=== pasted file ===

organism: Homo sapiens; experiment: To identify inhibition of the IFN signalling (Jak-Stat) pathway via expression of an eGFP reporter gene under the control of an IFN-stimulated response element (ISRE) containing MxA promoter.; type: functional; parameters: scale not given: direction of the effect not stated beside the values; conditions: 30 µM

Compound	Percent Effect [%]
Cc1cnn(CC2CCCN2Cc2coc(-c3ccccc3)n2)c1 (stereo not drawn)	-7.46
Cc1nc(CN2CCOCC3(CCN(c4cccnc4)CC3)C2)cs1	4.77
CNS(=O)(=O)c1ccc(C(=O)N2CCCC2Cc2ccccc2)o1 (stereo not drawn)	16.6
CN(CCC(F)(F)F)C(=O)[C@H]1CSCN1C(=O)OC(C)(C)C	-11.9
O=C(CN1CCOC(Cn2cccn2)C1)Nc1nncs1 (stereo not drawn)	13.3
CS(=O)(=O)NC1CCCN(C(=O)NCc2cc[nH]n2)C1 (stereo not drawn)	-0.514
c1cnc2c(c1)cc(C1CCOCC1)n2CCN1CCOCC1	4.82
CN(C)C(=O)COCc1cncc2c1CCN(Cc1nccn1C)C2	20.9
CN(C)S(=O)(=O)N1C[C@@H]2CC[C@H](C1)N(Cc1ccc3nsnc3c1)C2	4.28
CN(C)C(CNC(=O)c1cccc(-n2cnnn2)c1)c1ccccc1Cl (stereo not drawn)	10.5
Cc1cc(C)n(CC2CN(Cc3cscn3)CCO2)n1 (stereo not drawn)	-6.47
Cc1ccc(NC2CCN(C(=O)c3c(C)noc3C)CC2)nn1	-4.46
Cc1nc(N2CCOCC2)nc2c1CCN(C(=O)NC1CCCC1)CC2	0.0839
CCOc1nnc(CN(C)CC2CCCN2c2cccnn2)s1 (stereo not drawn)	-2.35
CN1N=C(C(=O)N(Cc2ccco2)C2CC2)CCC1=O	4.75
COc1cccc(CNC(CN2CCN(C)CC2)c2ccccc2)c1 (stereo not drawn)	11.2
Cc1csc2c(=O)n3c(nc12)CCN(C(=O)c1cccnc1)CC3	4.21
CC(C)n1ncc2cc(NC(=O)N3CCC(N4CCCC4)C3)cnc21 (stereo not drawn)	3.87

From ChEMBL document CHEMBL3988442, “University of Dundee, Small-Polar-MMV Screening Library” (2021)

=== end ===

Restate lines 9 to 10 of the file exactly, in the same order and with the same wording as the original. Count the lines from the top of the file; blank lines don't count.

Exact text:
c1cnc2c(c1)cc(C1CCOCC1)n2CCN1CCOCC1	4.82
CN(C)C(=O)COCc1cncc2c1CCN(Cc1nccn1C)C2	20.9